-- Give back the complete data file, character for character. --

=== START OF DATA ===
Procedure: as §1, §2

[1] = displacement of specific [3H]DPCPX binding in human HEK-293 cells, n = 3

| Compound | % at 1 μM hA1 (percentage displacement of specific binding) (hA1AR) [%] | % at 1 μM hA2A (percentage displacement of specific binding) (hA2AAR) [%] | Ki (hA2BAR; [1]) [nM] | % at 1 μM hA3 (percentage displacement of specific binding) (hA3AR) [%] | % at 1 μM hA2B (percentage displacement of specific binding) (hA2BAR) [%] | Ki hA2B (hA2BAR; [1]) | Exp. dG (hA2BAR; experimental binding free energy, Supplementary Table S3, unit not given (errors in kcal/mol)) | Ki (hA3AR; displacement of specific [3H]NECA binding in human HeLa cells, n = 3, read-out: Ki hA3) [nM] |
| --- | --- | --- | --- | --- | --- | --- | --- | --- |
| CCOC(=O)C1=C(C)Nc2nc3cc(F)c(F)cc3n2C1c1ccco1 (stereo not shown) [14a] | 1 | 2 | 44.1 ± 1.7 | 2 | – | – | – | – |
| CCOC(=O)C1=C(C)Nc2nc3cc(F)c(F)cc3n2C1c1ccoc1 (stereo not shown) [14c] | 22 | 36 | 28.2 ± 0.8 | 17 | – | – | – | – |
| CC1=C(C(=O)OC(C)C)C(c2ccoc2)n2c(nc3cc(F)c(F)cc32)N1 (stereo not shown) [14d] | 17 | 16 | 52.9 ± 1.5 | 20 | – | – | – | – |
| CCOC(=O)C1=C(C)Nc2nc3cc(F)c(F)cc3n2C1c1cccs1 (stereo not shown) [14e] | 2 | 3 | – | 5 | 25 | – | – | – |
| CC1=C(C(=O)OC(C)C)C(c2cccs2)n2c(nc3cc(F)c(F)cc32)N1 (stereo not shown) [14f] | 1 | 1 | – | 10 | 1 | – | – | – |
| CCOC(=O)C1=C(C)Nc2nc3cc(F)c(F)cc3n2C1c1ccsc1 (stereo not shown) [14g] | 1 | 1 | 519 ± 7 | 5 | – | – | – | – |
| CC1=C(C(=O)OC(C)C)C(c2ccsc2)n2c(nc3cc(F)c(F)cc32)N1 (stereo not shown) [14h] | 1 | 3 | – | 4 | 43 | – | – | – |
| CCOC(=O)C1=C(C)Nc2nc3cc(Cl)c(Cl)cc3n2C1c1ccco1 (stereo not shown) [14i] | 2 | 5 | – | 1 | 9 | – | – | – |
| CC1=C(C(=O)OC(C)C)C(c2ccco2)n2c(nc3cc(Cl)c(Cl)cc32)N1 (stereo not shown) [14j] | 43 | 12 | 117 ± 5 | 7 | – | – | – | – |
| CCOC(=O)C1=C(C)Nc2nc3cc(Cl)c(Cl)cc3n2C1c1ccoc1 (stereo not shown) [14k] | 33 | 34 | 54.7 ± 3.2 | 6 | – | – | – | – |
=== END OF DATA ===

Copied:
Procedure: as §1, §2

[1] = displacement of specific [3H]DPCPX binding in human HEK-293 cells, n = 3

| Compound | % at 1 μM hA1 (percentage displacement of specific binding) (hA1AR) [%] | % at 1 μM hA2A (percentage displacement of specific binding) (hA2AAR) [%] | Ki (hA2BAR; [1]) [nM] | % at 1 μM hA3 (percentage displacement of specific binding) (hA3AR) [%] | % at 1 μM hA2B (percentage displacement of specific binding) (hA2BAR) [%] | Ki hA2B (hA2BAR; [1]) | Exp. dG (hA2BAR; experimental binding free energy, Supplementary Table S3, unit not given (errors in kcal/mol)) | Ki (hA3AR; displacement of specific [3H]NECA binding in human HeLa cells, n = 3, read-out: Ki hA3) [nM] |
| --- | --- | --- | --- | --- | --- | --- | --- | --- |
| CCOC(=O)C1=C(C)Nc2nc3cc(F)c(F)cc3n2C1c1ccco1 (stereo not shown) [14a] | 1 | 2 | 44.1 ± 1.7 | 2 | – | – | – | – |
| CCOC(=O)C1=C(C)Nc2nc3cc(F)c(F)cc3n2C1c1ccoc1 (stereo not shown) [14c] | 22 | 36 | 28.2 ± 0.8 | 17 | – | – | – | – |
| CC1=C(C(=O)OC(C)C)C(c2ccoc2)n2c(nc3cc(F)c(F)cc32)N1 (stereo not shown) [14d] | 17 | 16 | 52.9 ± 1.5 | 20 | – | – | – | – |
| CCOC(=O)C1=C(C)Nc2nc3cc(F)c(F)cc3n2C1c1cccs1 (stereo not shown) [14e] | 2 | 3 | – | 5 | 25 | – | – | – |
| CC1=C(C(=O)OC(C)C)C(c2cccs2)n2c(nc3cc(F)c(F)cc32)N1 (stereo not shown) [14f] | 1 | 1 | – | 10 | 1 | – | – | – |
| CCOC(=O)C1=C(C)Nc2nc3cc(F)c(F)cc3n2C1c1ccsc1 (stereo not shown) [14g] | 1 | 1 | 519 ± 7 | 5 | – | – | – | – |
| CC1=C(C(=O)OC(C)C)C(c2ccsc2)n2c(nc3cc(F)c(F)cc32)N1 (stereo not shown) [14h] | 1 | 3 | – | 4 | 43 | – | – | – |
| CCOC(=O)C1=C(C)Nc2nc3cc(Cl)c(Cl)cc3n2C1c1ccco1 (stereo not shown) [14i] | 2 | 5 | – | 1 | 9 | – | – | – |
| CC1=C(C(=O)OC(C)C)C(c2ccco2)n2c(nc3cc(Cl)c(Cl)cc32)N1 (stereo not shown) [14j] | 43 | 12 | 117 ± 5 | 7 | – | – | – | – |
| CCOC(=O)C1=C(C)Nc2nc3cc(Cl)c(Cl)cc3n2C1c1ccoc1 (stereo not shown) [14k] | 33 | 34 | 54.7 ± 3.2 | 6 | – | – | – | – |